Winter Storm Watch: Less than 48 hours away from a nasty nor’easter
UPDATE... This article is outdated...
For the latest winter storm forecast information, please refer to my newest weather blog post.
The Bottom Line
One storm system (almost) down, one to go this week.
With snow, ice, rain, wind, and coastal flooding still very much on the table, Wednesday-Thursday will easily be New Jersey's most significant winter storm in several years. Peak impacts will be Wednesday night through early Thursday morning. While confidence remains high that the storm will "hit" here, specific details (like timing and accumulation) remain uncomfortably uncertain.
Not much. It's actually remarkable how consistent forecast models have been for this storm since Thursday. There are some things that still make me hesitate in going all-in on the heavy snow forecast. For instance, the NAM model continues to paint a period of sleet and freezing rain in west-central NJ (Mercer/Somerset/Hunterdon counties) Wednesday evening. And there's also the "boom or bust" factor — there will likely be a very tight gradient (a few miles) between double-digit snowfall and a puddle of slush. If the storm track wobbles even 50 miles in either direction, it would lead to drastically different conditions.
Given the (ahem) feedback from my early Monday morning forecast, I have tweaked my snow accumulation map to offer a slightly clearer (although still uncertain) picture of how I believe the nor'easter will play out. It is based on the latest data and guidance. And those snowfall ranges are still pretty wide. But hopefully that gives a more effective picture of where we're expecting high, medium, and low snow impacts. This map will update at least three more times before the storm arrives — that's just how the inexact science of weather forecasting works.
A Winter Storm Watch continues for most of inland New Jersey, technically in effect from 10 a.m. Wednesday to 10 a.m. Thursday. (That's a smidge later than the initial watch issuance — a good change, in my opinion.)
A watch means that hazardous winter weather conditions, including snow, ice, and reduced visibility are possible within 24 to 48 hours. Sometime Tuesday, warnings will be issued where snowfall is expected to hit 6+ inches. Advisories will be issued cover the rest.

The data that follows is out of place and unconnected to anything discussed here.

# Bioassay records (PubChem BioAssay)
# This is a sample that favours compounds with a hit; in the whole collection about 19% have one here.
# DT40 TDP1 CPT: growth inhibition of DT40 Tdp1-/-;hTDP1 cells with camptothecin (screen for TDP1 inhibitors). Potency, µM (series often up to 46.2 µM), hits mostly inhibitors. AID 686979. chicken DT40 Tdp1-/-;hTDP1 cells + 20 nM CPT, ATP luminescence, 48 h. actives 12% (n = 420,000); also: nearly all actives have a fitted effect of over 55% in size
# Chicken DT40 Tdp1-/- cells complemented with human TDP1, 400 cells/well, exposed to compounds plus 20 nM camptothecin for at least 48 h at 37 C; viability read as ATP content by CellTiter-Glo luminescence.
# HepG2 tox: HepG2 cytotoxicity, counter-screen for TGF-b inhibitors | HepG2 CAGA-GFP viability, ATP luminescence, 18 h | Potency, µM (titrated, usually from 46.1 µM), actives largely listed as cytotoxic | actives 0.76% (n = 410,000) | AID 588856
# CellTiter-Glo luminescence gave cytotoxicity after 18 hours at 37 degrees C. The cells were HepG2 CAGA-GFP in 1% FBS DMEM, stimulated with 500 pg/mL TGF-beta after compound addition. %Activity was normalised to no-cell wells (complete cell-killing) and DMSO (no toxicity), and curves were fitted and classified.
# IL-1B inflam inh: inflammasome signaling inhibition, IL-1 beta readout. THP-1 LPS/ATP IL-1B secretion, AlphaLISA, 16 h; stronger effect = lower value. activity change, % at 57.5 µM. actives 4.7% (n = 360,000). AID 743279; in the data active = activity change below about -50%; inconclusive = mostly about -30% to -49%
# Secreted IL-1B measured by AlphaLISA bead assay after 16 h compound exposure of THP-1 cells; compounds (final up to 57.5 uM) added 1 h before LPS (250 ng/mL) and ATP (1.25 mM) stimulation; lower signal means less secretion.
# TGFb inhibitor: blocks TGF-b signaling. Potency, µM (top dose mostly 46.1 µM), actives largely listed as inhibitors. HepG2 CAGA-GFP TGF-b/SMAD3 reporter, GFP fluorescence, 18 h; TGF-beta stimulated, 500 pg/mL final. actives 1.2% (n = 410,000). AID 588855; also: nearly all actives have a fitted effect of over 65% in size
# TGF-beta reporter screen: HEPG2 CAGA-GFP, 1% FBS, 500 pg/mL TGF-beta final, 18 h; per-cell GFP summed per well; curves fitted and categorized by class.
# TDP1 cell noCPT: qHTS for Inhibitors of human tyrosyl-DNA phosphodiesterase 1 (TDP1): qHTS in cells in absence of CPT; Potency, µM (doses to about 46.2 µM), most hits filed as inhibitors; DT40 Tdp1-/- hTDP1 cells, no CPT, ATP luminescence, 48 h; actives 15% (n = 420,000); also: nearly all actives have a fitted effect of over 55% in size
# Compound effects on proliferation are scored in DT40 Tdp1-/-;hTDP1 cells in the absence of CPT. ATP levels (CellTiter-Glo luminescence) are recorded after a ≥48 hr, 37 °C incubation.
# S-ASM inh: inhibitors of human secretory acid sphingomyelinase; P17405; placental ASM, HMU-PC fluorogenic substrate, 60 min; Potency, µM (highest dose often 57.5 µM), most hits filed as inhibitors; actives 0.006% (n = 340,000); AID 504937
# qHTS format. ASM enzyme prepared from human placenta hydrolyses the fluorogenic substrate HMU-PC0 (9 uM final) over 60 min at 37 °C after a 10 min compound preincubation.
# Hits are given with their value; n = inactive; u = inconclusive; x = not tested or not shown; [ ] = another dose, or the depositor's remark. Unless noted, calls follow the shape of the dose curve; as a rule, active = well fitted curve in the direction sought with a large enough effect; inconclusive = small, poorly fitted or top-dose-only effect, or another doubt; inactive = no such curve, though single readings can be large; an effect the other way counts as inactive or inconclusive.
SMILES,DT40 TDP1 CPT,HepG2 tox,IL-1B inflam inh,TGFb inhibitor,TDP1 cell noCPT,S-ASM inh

In addition, we now have a Coastal Flood Watch for the Jersey Shore, effective from 7 a.m. to 3 p.m. Thursday. That morning high tide cycle looks to cause widespread moderate category flooding, with just over 2 feet of surge.
—Wednesday morning looks fine. Mostly cloudy to overcast. Quite cold in North Jersey, starting the day in the 20s.
—Wednesday midday to afternoon, things start to go downhill as initial showers arrive. Snow to the north and west, rain to the south and east.
—Wednesday evening's commute could get tricky as heavier precipitation bands become more likely and more wintry.
—Wednesday late evening, we'll be in the brunt of the storm with the heaviest snow (rain along the immediate coast) and strongest wind gusts.
—Thursday morning after sunrise, things will start to taper off. Storm surge and coastal flooding issues likely at high tide.
—Thursday mid-morning, the sun emerges but it will remain cold.
I have previously referred to this as a "classic nor'easter". And the anticipated impacts and biggest concerns will match a typical northeast coastal storm. In order of my biggest to least concern:
—Obviously, 6 or 12 or 18 inches of snow is a lot. Potentially crippling travel for at least a day, if not more. It's very important to note that NOT everyone in New Jersey will see such big totals. But I'm pretty confident a wide area of the state will get buried.
—Ice is way worse than snow. And we could see a warm layer less than a mile above the surface and/or some really heavy convective precipitation toward the tail-end of the storm Thursday morning. That would force a transition to more sleet and freezing rain, rather than straight snowfall. Icing would obliterate our snowfall forecast, and make for even more challenging travel conditions and even more difficult clean-up.
—Some of the Jersey Shore's record tidal floods have been from wintertime nor'easters. 2 to 3 feet of extra water barreling toward our beaches could cause inundation issues, road closures, and possibly even property damage.
—Wind gusts up to 55 mph is sufficient to cause minor damage — especially when combined with heavy snow, ice, and rain. Scattered power outages seem likely during the height of the storm Wednesday night. Bad news for heaters, work-from-homers, and remote-learners.
—Heavy rain, on the order of 1 to 2 inches along the coast, would lead to visibility, traction, and ponding problems.
I think we now have a pretty good idea of how this storm system will play out over time (see the Timeline section above). My goal for my next blog posting Tuesday morning will be to add more specific times to that outline, including some sort of region-by-region or even county-by-county breakdown.
We'll also continue to refine our sense of snow vs. ice vs. rain, and consequently potential accumulations across the state. We're getting there.
And I think we also have to start really hammering home the wind and storm surge threats. I'm still worried we're facing significant flooding problems along the Jersey Shore. So far, the peak push of water looks to be during low tide along the oceanfront. But what about back bays? How many high tide cycles will be precarious? Could we approach major flood stage in spots?
And while there are no more significant storms on the horizon (thankfully), the post-nor'easter cold air will be quite uncomfortable. Especially for those who lose power, or for those with huge snow drifts on the ground.
Next weather blog update should be posted by 7 a.m. Tuesday. Until then, make it a great night.